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This professional learning presentation provides a high-level overview of the research on belonging-supportive learning environments; includes examples of what belonging-supportive learning environments look like in practice; and connects participants with existing resources for applying insights from the research. The presentation is customizable and is designed to be relevant for a range of audiences in K-12 education in the United States, including teachers, school and district leaders, teacher educators, and intermediary organization staff. The presentation contains up to three hours of presentation and activity time.
This interpretive summary by Nicole Williams brings together insights from 10 early career scholars, two faculty contributors, and a network of senior scholars who served as mentors in the Inclusive Mathematics Environments Early Career Fellowship. Research insights are mapped onto the Building Equitable Learning Environments (BELE) framework and levers for systems change are suggested. The summary identifies new possibilities for deﬁning, recognizing, and eliciting success in mathematics environments.
This slide deck summarizes findings from the Inclusive Mathematics Environments Early Career Fellowship about creating inclusive environments for students from minoritized and marginalized groups in mathematics, with a focus on the middle childhood through mid-adolescence developmental stage. Research completed by the fellows suggests five interrelated guiding principles for creating more inclusive mathematics environments: mathematics educators need critical consciousness; mathematics curriculum should reflect a more expansive view of mathematics, including the history of mathematical concepts, the uses of mathematics in different cultures, and the application of mathematics for understanding current events; mathematics curriculum and instruction should be adaptable so that it is relevant to the specific students in the class; mathematics curriculum and instruction should feature meaningful opportunities to engage in collaborative work; and assessment practices and policies should prioritize deep mathematical thinking, exploration, and collaboration. The deck outlines and contextualizes the research underlying these principles and suggests directions for future research.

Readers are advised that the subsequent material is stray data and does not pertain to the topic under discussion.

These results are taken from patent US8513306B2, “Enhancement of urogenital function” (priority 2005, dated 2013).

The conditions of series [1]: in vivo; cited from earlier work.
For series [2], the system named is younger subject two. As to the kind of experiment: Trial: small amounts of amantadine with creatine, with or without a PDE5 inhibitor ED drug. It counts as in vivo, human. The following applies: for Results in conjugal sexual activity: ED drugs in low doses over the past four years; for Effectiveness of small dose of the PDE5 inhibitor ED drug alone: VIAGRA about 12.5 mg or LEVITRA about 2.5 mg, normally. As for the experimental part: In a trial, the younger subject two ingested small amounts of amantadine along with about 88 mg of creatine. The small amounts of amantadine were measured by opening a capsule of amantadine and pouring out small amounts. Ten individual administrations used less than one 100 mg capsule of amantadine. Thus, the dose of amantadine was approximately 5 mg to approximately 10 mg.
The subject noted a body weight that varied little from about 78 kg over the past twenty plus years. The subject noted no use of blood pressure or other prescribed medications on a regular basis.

This synthesis discusses both K-12 and postsecondary educational contexts, and includes research from diverse academic disciplines including social psychology, cultural psychology, sociology, adolescent development, neuroscience, economics, and education. It discusses structural factors related to belonging in four overlapping categories: access to learning environments; relationships with educators, peers, and families; instructional resources and pedagogy; and system-level policies and practices. Throughout, it identifies implications for system- and institution-level decision-makers in the education sector, who play a role in shaping students’ experiences of belonging just as much as classroom educators and peers do.
This research brief offers a summary of what we know about purpose & relevance from years of scientific research.
This research snapshot provides an overview of a SERN-funded project by Thomas Dee and Emily Penner that analyzed the impact of the African American Male Achievement (AAMA) program in Oakland, California. The AAMA is the first program in the nation to embed a culturally-centered curriculum specifically targeted to black male students into the regular school day at the district level. The study used data from a 12-year period to assess the program's impact on high school persistence. The snapshot shares key findings, insights, and future directions for the project.